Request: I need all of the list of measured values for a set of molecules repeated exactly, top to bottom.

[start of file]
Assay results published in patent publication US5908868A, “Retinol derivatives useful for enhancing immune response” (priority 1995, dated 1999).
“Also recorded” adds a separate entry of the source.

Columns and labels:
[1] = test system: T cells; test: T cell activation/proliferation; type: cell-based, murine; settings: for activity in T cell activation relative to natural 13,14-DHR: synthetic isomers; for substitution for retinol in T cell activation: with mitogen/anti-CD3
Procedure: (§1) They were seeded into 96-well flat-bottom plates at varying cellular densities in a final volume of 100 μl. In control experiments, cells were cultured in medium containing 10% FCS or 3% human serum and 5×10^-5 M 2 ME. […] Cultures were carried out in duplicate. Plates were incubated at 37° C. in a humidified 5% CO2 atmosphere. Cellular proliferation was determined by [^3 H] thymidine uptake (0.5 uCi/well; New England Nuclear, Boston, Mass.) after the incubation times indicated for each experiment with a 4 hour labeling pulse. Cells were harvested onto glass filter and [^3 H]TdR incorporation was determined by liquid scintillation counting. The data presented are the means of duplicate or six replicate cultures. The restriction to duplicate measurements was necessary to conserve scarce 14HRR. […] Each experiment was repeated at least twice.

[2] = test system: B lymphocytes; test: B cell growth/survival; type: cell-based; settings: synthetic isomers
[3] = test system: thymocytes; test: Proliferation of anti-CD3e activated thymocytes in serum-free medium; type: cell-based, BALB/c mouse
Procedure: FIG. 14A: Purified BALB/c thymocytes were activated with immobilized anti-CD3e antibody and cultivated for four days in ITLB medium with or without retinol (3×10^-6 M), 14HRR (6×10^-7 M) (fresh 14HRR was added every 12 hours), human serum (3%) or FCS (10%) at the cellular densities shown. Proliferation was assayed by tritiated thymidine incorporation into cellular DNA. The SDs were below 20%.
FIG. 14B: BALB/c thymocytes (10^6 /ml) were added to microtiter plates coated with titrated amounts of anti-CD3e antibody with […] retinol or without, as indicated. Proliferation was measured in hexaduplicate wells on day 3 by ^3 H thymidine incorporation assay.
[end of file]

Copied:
Assay results published in patent publication US5908868A, “Retinol derivatives useful for enhancing immune response” (priority 1995, dated 1999).
“Also recorded” adds a separate entry of the source.

Columns and labels:
[1] = test system: T cells; test: T cell activation/proliferation; type: cell-based, murine; settings: for activity in T cell activation relative to natural 13,14-DHR: synthetic isomers; for substitution for retinol in T cell activation: with mitogen/anti-CD3
Procedure: (§1) They were seeded into 96-well flat-bottom plates at varying cellular densities in a final volume of 100 μl. In control experiments, cells were cultured in medium containing 10% FCS or 3% human serum and 5×10^-5 M 2 ME. […] Cultures were carried out in duplicate. Plates were incubated at 37° C. in a humidified 5% CO2 atmosphere. Cellular proliferation was determined by [^3 H] thymidine uptake (0.5 uCi/well; New England Nuclear, Boston, Mass.) after the incubation times indicated for each experiment with a 4 hour labeling pulse. Cells were harvested onto glass filter and [^3 H]TdR incorporation was determined by liquid scintillation counting. The data presented are the means of duplicate or six replicate cultures. The restriction to duplicate measurements was necessary to conserve scarce 14HRR. […] Each experiment was repeated at least twice.

[2] = test system: B lymphocytes; test: B cell growth/survival; type: cell-based; settings: synthetic isomers
[3] = test system: thymocytes; test: Proliferation of anti-CD3e activated thymocytes in serum-free medium; type: cell-based, BALB/c mouse
Procedure: FIG. 14A: Purified BALB/c thymocytes were activated with immobilized anti-CD3e antibody and cultivated for four days in ITLB medium with or without retinol (3×10^-6 M), 14HRR (6×10^-7 M) (fresh 14HRR was added every 12 hours), human serum (3%) or FCS (10%) at the cellular densities shown. Proliferation was assayed by tritiated thymidine incorporation into cellular DNA. The SDs were below 20%.
FIG. 14B: BALB/c thymocytes (10^6 /ml) were added to microtiter plates coated with titrated amounts of anti-CD3e antibody with […] retinol or without, as indicated. Proliferation was measured in hexaduplicate wells on day 3 by ^3 H thymidine incorporation assay.